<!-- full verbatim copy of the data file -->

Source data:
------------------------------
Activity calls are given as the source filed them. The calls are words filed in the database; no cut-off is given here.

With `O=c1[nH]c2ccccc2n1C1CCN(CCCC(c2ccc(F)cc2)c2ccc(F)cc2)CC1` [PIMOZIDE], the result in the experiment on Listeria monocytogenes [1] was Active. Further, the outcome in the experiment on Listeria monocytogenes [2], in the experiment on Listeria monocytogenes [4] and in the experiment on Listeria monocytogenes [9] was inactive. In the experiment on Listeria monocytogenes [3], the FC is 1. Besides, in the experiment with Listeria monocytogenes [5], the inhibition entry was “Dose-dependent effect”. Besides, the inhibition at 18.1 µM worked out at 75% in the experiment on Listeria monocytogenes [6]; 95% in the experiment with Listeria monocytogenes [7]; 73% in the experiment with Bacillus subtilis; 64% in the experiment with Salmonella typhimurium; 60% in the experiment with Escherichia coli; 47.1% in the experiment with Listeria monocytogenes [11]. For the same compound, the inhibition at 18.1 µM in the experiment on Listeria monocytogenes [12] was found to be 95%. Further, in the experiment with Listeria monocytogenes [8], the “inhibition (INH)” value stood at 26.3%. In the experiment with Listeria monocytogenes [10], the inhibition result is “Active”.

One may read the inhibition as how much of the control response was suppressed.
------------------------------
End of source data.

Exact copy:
Activity calls are given as the source filed them. The calls are words filed in the database; no cut-off is given here.

With `O=c1[nH]c2ccccc2n1C1CCN(CCCC(c2ccc(F)cc2)c2ccc(F)cc2)CC1` [PIMOZIDE], the result in the experiment on Listeria monocytogenes [1] was Active. Further, the outcome in the experiment on Listeria monocytogenes [2], in the experiment on Listeria monocytogenes [4] and in the experiment on Listeria monocytogenes [9] was inactive. In the experiment on Listeria monocytogenes [3], the FC is 1. Besides, in the experiment with Listeria monocytogenes [5], the inhibition entry was “Dose-dependent effect”. Besides, the inhibition at 18.1 µM worked out at 75% in the experiment on Listeria monocytogenes [6]; 95% in the experiment with Listeria monocytogenes [7]; 73% in the experiment with Bacillus subtilis; 64% in the experiment with Salmonella typhimurium; 60% in the experiment with Escherichia coli; 47.1% in the experiment with Listeria monocytogenes [11]. For the same compound, the inhibition at 18.1 µM in the experiment on Listeria monocytogenes [12] was found to be 95%. Further, in the experiment with Listeria monocytogenes [8], the “inhibition (INH)” value stood at 26.3%. In the experiment with Listeria monocytogenes [10], the inhibition result is “Active”.

One may read the inhibition as how much of the control response was suppressed.